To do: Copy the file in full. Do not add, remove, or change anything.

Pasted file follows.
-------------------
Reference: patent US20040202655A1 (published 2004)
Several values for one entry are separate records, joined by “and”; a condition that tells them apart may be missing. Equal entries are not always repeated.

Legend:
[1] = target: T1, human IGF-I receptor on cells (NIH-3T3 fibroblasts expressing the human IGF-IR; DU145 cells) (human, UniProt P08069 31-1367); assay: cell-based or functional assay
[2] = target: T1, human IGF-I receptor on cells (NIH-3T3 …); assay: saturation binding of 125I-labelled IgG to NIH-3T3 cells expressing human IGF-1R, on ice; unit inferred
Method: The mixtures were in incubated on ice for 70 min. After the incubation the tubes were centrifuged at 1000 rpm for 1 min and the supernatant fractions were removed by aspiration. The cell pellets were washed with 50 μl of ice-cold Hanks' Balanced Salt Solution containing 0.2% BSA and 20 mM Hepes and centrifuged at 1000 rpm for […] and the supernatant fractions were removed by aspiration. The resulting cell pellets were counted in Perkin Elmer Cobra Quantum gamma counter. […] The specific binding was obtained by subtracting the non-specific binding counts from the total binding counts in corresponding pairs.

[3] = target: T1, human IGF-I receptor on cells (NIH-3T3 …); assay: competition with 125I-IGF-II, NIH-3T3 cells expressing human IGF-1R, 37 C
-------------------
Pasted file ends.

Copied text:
Reference: patent US20040202655A1 (published 2004)
Several values for one entry are separate records, joined by “and”; a condition that tells them apart may be missing. Equal entries are not always repeated.

Legend:
[1] = target: T1, human IGF-I receptor on cells (NIH-3T3 fibroblasts expressing the human IGF-IR; DU145 cells) (human, UniProt P08069 31-1367); assay: cell-based or functional assay
[2] = target: T1, human IGF-I receptor on cells (NIH-3T3 …); assay: saturation binding of 125I-labelled IgG to NIH-3T3 cells expressing human IGF-1R, on ice; unit inferred
Method: The mixtures were in incubated on ice for 70 min. After the incubation the tubes were centrifuged at 1000 rpm for 1 min and the supernatant fractions were removed by aspiration. The cell pellets were washed with 50 μl of ice-cold Hanks' Balanced Salt Solution containing 0.2% BSA and 20 mM Hepes and centrifuged at 1000 rpm for […] and the supernatant fractions were removed by aspiration. The resulting cell pellets were counted in Perkin Elmer Cobra Quantum gamma counter. […] The specific binding was obtained by subtracting the non-specific binding counts from the total binding counts in corresponding pairs.

[3] = target: T1, human IGF-I receptor on cells (NIH-3T3 …); assay: competition with 125I-IGF-II, NIH-3T3 cells expressing human IGF-1R, 37 C